Nashville Airport's brand new Grand Lobby.
The installation in the Grand Lobby pays tribute to Nashville’s colors.

We created the first iteration of the neon signage designs in Adobe Illustrator, then brought the neon artline in SideFX Houdini™ and all the other designs (background plate, details) into Blender.

While Maxime was creating the layout of the scene, our 3D artist Miriam Diana Pelletier created one asset library item per neon by combining the Houdini tubes with her 3D modeling of the details. This process made it easier for Maxime to keep working on the global file, without blocking any modifications on Miriam’s side.

Once that was all setup, Maxime turned on each neon sign, one by one, and rendered these frames as an image sequence. He then combined and time remapped everything in After Effects to create the final light show.

This provides us with the ability to quickly retime the light show itself in post-production, rather than having to go back to the 3D phase too late in the process. We build our files this way because nothing we see on our computer screens is going to look exactly the same when we arrive on site. So we try, from the ground up, to create a process where the easiest modification (i.e. the intensity of a light, or when it’s turned on or off) should not require a 3D render, but a comp adjustment.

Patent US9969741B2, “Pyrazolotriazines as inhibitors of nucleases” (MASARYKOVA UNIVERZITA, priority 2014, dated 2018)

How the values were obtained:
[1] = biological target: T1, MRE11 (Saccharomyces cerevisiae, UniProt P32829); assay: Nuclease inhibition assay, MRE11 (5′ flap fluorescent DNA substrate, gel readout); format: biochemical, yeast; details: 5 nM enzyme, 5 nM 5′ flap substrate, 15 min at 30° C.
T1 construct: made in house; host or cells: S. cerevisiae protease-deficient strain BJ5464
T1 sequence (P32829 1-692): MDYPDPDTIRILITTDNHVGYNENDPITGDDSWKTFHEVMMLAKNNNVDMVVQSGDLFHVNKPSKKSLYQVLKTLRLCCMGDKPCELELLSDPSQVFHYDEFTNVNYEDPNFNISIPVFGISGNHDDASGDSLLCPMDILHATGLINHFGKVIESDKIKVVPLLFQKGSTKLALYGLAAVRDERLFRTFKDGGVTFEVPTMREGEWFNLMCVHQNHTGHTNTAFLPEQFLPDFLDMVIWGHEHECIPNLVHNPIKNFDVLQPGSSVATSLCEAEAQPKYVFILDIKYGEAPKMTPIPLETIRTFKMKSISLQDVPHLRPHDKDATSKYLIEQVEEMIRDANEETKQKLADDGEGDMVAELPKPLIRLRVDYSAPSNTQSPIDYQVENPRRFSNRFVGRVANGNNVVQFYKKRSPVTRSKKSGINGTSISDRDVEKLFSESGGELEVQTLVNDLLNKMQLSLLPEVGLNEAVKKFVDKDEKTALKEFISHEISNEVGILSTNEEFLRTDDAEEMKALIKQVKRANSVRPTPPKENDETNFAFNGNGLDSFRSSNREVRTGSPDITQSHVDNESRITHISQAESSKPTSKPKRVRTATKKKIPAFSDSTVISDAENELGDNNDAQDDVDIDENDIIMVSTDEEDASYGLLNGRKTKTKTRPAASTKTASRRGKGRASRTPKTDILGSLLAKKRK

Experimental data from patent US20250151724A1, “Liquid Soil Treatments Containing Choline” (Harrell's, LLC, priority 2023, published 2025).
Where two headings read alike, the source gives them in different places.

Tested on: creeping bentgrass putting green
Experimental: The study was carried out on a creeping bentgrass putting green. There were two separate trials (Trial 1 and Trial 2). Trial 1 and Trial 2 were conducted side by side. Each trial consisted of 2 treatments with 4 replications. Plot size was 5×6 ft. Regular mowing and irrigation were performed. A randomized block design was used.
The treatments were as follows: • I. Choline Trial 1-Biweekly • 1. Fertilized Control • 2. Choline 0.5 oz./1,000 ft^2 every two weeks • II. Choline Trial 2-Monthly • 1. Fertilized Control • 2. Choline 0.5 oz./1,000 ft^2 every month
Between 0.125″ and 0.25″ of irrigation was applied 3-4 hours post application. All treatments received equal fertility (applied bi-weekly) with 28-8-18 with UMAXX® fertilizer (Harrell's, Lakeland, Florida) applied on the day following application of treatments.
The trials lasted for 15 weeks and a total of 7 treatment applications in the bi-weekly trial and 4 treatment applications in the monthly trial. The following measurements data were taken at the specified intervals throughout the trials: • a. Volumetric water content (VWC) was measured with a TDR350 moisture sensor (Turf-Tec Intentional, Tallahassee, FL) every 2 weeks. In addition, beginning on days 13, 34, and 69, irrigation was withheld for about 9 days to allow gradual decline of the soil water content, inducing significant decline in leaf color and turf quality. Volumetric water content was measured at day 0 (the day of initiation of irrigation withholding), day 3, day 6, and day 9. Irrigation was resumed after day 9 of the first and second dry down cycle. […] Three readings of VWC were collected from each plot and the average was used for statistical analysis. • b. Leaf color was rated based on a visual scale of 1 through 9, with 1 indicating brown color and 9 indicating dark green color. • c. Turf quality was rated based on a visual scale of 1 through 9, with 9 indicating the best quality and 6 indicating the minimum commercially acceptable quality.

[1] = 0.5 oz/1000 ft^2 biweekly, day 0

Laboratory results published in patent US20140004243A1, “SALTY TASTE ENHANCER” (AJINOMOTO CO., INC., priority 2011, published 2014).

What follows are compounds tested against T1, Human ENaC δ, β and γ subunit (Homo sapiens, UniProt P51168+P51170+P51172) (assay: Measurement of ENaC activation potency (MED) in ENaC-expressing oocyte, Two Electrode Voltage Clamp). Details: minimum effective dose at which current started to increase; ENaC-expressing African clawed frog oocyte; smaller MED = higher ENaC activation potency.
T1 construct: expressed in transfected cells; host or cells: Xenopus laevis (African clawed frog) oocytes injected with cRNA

Blender as a Teamplayer

As mentioned earlier, a handful of our assets for Neons were built in SideFX Houdini™. For other capsules, including Whisky Distillation, the look and feel comes from designing captivating 3D assets. In this capsule, there is a whimsical mechanical wall full of pipes, gears and various machinery pieces that are animated to depict the various stages of distillation, from grain preparation all the way to aging. In the span of four minutes, the giant machine at work shows us the different steps of whiskey distillation in a realistic yet playful manner.